Opinions vary among local and state officials whether or not a proposed “West Bank Connector” can get off the ground this legislative session.

Wilfred Barry, president of the SJB Group, a Baton Rouge design firm, is working with six parishes on a plan that would bring an “interstate-quality” highway connecting Port Allen with New Orleans on the west side of the Mississippi River.

The $1.656 billion project would run through West Baton Rouge, Iberville, Ascension, St. James, St. Charles and St. John the Baptist parishes, connecting Interstate 10 west of Baton Rouge with I-310 north of New Orleans.

It also would include the construction of a new Mississippi River bridge in Iberville Parish between Plaquemine and White Castle on the west bank and just south of Baton Rouge on the east bank.

While many parish and municipal officials and state legislators are supportive of the concept of a west bank connection between Baton Rouge and New Orleans that can serve as an alternative route to I-10, they also have concerns about whether it’s a feasible project, especially considering its price tag.

“I support alternatives to I-10, which does not have the necessary capacity, especially during evacuations,” said state Rep. Greg Miller, R-Norco, who represents St. Charles and St. John the Baptist residents. “It is unlikely to get this project passed in this session, and finding funding for the project will be our greatest challenge.”

The state Legislature convenes April 8 for its 2013 regular session.

Barry hopes having local governments buy into the project will help show the Legislature that this is a project worth pursuing.

The Iberville Parish Council has approved allocating $150,000 for project startup costs, while the St. James Parish Council voted against committing $75,000 to the project. Barry asked for money from each of the six parishes to generate $500,000 for use of a two-year implementation plan and the hiring of a firm to execute that plan.

St. James Parish President Timmy Roussel said his parish’s portion of the project — four-laning La. 3127 — is shovel-ready, but parish officials are leery of putting tolls on the Sunshine and Veterans Memorial bridges. He said they didn’t see a benefit to committing up-front money to the project.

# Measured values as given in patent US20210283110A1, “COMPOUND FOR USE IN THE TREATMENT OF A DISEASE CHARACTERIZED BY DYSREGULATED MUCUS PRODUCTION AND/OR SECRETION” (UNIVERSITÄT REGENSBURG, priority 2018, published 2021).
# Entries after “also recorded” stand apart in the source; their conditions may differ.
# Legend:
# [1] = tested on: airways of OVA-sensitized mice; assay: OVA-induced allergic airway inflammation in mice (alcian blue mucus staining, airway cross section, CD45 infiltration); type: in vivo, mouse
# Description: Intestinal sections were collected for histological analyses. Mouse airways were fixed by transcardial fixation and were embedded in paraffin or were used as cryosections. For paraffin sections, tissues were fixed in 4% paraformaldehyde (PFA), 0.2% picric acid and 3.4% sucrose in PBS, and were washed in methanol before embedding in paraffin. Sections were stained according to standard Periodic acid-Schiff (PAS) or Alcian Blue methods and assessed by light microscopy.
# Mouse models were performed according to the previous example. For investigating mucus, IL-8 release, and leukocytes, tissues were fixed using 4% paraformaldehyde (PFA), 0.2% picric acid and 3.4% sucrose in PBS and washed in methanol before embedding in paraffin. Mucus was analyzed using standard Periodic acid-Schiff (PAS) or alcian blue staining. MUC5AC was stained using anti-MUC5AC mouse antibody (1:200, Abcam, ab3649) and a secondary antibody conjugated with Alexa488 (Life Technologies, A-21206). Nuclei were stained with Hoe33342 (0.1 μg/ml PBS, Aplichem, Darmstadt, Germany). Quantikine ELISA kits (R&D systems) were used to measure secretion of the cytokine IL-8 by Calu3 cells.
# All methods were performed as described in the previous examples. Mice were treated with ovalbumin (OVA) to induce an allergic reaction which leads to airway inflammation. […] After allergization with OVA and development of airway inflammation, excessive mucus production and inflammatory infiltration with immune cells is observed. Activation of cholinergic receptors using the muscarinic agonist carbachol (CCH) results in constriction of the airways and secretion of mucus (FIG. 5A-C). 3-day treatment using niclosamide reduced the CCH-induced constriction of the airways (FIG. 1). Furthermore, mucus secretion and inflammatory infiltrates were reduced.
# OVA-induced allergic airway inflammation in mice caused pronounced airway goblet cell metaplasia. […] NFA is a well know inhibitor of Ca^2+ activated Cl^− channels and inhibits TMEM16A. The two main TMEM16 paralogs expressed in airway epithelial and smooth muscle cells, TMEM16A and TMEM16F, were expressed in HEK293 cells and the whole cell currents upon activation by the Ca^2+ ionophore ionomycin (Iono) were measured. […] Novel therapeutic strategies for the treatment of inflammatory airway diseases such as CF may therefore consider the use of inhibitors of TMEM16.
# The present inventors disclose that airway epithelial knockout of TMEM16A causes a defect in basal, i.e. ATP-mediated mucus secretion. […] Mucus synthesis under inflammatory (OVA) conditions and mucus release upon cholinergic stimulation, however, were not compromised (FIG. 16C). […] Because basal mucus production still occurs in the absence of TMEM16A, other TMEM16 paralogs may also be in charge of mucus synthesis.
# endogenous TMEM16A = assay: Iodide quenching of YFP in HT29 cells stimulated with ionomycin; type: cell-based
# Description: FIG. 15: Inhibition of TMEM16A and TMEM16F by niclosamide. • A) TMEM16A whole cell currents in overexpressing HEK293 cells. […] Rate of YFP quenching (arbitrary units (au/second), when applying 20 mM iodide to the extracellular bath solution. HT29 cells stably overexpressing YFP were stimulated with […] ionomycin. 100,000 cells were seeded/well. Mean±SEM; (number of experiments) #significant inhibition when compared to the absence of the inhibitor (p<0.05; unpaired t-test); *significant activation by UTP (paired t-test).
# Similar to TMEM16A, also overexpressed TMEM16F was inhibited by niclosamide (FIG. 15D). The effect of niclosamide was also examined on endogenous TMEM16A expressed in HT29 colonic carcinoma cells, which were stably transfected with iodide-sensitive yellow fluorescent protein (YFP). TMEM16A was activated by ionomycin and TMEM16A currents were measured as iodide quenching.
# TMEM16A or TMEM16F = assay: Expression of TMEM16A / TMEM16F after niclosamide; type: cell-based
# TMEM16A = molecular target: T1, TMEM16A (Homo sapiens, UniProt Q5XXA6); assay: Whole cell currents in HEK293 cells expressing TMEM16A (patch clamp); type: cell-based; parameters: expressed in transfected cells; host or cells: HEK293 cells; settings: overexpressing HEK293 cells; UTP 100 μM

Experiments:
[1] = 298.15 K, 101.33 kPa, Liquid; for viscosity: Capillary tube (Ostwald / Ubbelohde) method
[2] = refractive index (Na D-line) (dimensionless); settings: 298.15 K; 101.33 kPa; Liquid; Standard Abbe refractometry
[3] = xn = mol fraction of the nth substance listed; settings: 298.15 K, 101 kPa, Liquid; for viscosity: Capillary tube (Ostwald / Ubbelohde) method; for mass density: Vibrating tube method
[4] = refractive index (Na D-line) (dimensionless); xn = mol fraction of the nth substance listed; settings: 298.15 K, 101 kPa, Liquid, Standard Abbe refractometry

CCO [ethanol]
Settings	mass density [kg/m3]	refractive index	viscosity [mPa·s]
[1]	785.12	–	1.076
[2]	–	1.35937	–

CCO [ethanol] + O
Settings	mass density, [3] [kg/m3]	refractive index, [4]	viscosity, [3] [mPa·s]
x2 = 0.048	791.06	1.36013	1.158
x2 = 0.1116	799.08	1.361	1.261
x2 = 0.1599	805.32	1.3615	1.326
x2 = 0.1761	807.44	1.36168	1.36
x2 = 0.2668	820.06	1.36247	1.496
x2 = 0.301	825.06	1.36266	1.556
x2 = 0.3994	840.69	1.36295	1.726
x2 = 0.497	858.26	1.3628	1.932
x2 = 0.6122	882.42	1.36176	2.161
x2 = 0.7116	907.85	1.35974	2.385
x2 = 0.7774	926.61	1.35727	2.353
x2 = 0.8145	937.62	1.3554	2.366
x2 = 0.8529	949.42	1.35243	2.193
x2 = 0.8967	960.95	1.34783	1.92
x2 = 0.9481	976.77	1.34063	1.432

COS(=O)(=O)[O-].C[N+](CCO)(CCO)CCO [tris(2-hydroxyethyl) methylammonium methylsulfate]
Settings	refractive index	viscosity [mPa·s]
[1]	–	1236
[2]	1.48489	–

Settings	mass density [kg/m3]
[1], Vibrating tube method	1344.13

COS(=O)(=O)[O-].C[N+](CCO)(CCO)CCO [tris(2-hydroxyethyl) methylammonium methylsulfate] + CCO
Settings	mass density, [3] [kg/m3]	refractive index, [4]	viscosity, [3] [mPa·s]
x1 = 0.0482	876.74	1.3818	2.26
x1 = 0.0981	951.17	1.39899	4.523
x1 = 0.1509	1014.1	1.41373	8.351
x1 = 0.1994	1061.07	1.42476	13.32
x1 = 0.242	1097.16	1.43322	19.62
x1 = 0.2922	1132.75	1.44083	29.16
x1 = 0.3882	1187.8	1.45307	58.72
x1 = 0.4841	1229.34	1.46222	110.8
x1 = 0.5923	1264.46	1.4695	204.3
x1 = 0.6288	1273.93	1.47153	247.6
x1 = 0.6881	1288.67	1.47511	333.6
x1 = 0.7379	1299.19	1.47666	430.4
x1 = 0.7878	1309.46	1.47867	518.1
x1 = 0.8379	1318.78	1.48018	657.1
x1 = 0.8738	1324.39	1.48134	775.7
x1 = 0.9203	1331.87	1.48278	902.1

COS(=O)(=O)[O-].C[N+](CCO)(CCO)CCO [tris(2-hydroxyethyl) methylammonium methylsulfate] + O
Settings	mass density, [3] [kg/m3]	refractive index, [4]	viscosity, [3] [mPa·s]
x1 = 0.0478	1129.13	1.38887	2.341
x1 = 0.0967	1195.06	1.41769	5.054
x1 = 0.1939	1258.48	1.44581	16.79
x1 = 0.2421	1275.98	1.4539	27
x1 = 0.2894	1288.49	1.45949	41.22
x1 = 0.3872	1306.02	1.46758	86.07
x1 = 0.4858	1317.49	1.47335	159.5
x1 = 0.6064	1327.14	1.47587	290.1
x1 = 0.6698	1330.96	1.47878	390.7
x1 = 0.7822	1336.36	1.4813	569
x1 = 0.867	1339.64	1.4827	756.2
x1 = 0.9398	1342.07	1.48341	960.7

The West Bank Connector has been needed “for a long time,” Barry said, and it has a number of practical impacts.

It would answer traffic problems on the west bank, provide a key evacuation route out of south Louisiana, provide a bypass around Baton Rouge, and open up thousands of acres along the Mississippi River for further development.

“The West Bank Connector project should definitely be a priority this 2013 legislative session due to the economic expansions planned throughout the River Parishes,” state Sen. Troy Brown, D-Napoleonville, said. “Natural gas and chemical industry projects are expected to generate billions of dollars along with thousands of construction and permanent jobs in our short-term future. This will cause major traffic problems if we continue to neglect infrastructure in this most economically growing area of our state.”

Ascension Parish President Tommy Martinez said he was supportive of the project and hoped the other parishes would be as well. Ascension Parish spokesman Lester Kenyon said that while the Parish Council approved a resolution supporting the project, it hasn’t agreed to allocate any funds.

“There are still a lot of questions out there, but I still think it’s a very viable project,” Martinez said. “... It’s a great idea, but I’m not quite sure it will ever get funded, just like a lot of projects right now. There are some other good projects that will be competing for this money.”

One of the components to this project that Barry believes could help it be successful is its reliance on tolls. The new Mississippi River bridge in Iberville Parish, as well as the Sunshine and Veterans Memorial bridges, would feature tolls, and there would be intermittent tolls along the highway, he said.

In addition, the closure of the two West Baton Rouge Parish river ferries would generate an additional $6 million to $7 million per year, he said. From the tolls and the ferry closures, Barry said, approximately $150 million of the project’s price tag could be covered.

“The future is toll roads,” Barry said. “The future is pay-for-it-yourself.”

Two other state legislators — state Sen. Gary Smith, D-Norco, and state Rep. Karen St. Germain, D-Plaquemine — said the time to consider the West Bank Connector is now.

“From what I have seen and discussed, I believe the connector with the (La.) 3127 completion to four lanes will open development up on the entire west bank from St. Charles to Port Allen,” Smith said. “It will also provide a much-needed improved evacuation route to ease some of the traffic problem when trying to get our citizens out of harm’s way.”

“I think the only way we find out is if we have a feasibility study and have public hearings,” St. Germain said. “If not this now, then what and when? We are looking for solutions to a problem that has never been addressed. It’s beneficial to all who live on both sides of the river. We have been neglected too long.”

Barry said he’s not sure at what pace the West Bank Connector can be completed, though he said he’s hopeful it can be done within 15 years. However, he also said there are important pieces within the entire project — specifically the four-laning of La. 3125 and 3127 — that can feasibly be done quickly and won’t fall apart without the whole project being approved.

That said, he’s hopeful everyone will understand the importance the West Bank Connector can play in both infrastructure improvement and economic development for the region and will support the project.

“I just think the west bank has been long ignored,” Barry said.